(original available at: http://appleseed.sourceforge.net/theory/future.appleseed.php)


0. Introduction

After determining the direction that I feel social networking should follow (in the essay, "The Future Of Social Networking"), I think it's necessary to lay out where I see Appleseed itself going as a software project. Although the project stands incomplete (with very few resources available for further development), I feel as though this project has a certain perspective and approach to social networking that has not been explored by other social networking projects, whether open source or proprietary. It also acts as a preliminary proof-of-concept for that approach as well.

The basic idea of this roadmap is to turn Appleseed into more than just a drop-in social networking solution, but to construct it as a distributed social networking application platform. Basically, what Joomla is to content, Appleseed will be to social relationships and social networks.

This is accomplished with a series of steps. It's a massive undertaking, extending the scope of the Appleseed project even farther than it already has been. But the advantages of having an open source, distributed solution which provides standardized identity, relationships, and privacy settings that developers can plug into, without having to worry about conflicts of interest (such as with proprietary solutions) or an unstable protocol (in the case of social network "glue").

I would be very interested in hearing feedback for this, so if you have any questions, answer, concerns, or praise, please don't hesitate to email me at michael.chisari@gmail.com.

1. The Core: Profiles, Relationships, and Inter-Node Networking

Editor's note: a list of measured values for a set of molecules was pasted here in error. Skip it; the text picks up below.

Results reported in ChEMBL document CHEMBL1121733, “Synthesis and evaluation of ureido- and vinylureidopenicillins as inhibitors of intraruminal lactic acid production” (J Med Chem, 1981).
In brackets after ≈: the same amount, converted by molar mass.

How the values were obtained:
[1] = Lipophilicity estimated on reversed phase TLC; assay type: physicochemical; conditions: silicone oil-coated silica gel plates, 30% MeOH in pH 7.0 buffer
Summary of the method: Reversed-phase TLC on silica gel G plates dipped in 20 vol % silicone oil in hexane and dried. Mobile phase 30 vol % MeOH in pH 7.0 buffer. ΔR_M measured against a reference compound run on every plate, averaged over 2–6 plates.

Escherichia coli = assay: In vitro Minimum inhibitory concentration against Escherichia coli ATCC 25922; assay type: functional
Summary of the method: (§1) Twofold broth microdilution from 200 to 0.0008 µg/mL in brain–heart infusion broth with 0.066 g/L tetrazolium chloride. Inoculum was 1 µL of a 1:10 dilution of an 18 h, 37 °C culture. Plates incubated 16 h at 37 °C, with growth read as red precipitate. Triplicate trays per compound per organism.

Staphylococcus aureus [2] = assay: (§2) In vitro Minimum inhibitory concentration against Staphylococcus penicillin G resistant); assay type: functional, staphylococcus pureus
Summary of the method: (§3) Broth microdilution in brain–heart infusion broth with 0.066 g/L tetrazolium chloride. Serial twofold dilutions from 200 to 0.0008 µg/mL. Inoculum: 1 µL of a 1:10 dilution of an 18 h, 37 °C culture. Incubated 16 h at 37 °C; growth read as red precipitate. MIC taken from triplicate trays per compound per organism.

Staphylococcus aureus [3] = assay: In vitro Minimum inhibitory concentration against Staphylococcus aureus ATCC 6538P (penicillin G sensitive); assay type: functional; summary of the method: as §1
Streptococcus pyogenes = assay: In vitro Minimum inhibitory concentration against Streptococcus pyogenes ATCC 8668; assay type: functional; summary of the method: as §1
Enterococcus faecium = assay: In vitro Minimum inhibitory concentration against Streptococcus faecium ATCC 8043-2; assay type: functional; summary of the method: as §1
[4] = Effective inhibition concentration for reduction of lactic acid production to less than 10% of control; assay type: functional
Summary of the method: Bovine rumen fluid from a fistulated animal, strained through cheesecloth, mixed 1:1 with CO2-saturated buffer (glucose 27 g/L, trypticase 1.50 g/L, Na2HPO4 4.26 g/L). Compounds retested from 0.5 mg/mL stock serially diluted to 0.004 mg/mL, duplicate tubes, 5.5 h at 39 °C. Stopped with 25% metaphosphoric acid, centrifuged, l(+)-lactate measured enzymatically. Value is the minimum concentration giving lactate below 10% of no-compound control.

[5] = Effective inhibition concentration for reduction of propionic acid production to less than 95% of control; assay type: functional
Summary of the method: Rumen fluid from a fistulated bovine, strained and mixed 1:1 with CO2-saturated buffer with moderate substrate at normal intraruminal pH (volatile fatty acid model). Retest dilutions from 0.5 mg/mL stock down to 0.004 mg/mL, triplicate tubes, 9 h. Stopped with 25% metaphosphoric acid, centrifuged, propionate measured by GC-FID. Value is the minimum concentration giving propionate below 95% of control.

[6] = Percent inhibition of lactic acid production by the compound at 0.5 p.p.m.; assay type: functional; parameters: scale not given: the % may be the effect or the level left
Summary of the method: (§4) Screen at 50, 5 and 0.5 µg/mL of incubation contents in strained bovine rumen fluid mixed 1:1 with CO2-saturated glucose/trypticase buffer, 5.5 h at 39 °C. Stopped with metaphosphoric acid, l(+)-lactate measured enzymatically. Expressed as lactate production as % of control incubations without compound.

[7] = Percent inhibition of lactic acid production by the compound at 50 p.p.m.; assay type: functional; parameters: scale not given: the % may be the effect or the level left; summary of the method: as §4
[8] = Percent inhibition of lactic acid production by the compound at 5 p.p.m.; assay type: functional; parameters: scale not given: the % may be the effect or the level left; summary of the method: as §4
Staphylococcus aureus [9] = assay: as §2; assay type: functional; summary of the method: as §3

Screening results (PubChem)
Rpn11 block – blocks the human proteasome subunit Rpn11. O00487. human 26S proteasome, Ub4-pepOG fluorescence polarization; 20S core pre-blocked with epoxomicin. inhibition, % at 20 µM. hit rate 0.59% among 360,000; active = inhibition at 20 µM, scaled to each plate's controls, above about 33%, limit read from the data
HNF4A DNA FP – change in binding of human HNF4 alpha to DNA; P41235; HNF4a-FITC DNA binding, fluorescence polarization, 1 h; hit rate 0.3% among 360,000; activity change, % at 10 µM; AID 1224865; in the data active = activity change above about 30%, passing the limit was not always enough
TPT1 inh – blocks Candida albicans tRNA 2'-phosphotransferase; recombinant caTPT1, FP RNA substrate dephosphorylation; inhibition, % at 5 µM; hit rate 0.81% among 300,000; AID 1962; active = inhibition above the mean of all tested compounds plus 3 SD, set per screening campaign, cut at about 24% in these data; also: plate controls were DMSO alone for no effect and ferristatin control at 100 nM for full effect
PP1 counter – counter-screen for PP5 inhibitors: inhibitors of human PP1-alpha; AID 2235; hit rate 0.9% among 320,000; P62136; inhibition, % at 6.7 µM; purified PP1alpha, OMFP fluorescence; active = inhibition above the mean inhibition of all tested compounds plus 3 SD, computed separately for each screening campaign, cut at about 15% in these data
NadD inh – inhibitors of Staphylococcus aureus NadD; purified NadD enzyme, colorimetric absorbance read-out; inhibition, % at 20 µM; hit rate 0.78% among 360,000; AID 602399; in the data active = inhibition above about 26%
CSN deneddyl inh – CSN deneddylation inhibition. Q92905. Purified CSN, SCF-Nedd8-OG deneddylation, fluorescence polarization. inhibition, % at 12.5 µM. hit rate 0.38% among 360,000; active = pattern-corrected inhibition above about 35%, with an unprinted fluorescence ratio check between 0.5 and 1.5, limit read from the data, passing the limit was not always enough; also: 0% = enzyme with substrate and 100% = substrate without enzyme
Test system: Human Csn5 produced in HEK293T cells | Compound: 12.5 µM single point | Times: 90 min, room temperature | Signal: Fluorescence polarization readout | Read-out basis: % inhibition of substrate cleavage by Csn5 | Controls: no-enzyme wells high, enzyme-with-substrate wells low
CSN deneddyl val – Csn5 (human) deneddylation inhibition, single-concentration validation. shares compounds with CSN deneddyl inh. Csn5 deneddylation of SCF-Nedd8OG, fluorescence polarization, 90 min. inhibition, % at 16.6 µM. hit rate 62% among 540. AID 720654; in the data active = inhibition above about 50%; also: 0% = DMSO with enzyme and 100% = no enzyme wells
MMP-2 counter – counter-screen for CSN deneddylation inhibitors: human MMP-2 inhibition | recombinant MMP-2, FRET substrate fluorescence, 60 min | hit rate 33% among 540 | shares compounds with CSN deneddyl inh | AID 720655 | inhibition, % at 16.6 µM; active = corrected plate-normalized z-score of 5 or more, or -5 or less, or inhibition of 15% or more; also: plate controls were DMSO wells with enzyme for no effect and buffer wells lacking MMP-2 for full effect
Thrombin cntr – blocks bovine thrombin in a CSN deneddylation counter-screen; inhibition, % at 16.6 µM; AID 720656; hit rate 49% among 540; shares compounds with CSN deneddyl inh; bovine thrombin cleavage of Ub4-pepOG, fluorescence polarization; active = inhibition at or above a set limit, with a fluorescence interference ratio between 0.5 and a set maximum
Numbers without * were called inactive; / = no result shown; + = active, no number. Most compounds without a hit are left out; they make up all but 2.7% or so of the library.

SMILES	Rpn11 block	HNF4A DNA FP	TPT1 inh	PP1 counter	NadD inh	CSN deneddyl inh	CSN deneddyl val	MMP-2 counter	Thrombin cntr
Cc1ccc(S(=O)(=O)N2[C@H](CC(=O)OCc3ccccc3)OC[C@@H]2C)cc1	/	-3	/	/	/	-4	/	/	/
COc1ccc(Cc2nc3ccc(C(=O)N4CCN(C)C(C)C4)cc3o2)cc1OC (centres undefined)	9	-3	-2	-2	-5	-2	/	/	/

First things first, it's important to define the core functionality of Appleseed as a platform. This is what all Appleseed installations can be guaranteed to provide. There's actually a pretty simple answer to this, seeing as social networking ultimately relies on solving two basic questions: Who are you, and what are your relationships? So, ultimately, the core functionality that all Appleseed installations must have are profiles/identities and friend connections. Other functionality, such as messaging, photos, groups, etc. can all become components that, theoretically, could be switched out with custom replacements. But the profile/identity and friends functionality should be something that should only be changed by an Appleseed release.

The profile/identity functionality is important, because it represents how the user will manage their online presence. But it's necessary to differentiate between Profile and Identity. Your "profile" represents your existential self: Who you are, regardless of how you present yourself to the world. Out of this profile, comes an "identity", which is a derivative of your profile, but presented to the world in a certain context. A profile could, potentially, have multiple identities. For instance, I would set up a profile that is 'Michael Chisari', but have a Work identity, a Friends identity, and any number of separate identities that present information about me differently depending on who is viewing my profile. For instance, if someone who is not logged in or not on my friends list views my profile, they would see a generic view that simply states my name, my age, and my location, and possibly not much else. If a coworker views my profile, they would see my Work identity, which will have information specifically tailored to the workplace, such as my skill set, department, work phone extension, etc. The ability to define separate identities is very important in an increasingly socially networked world.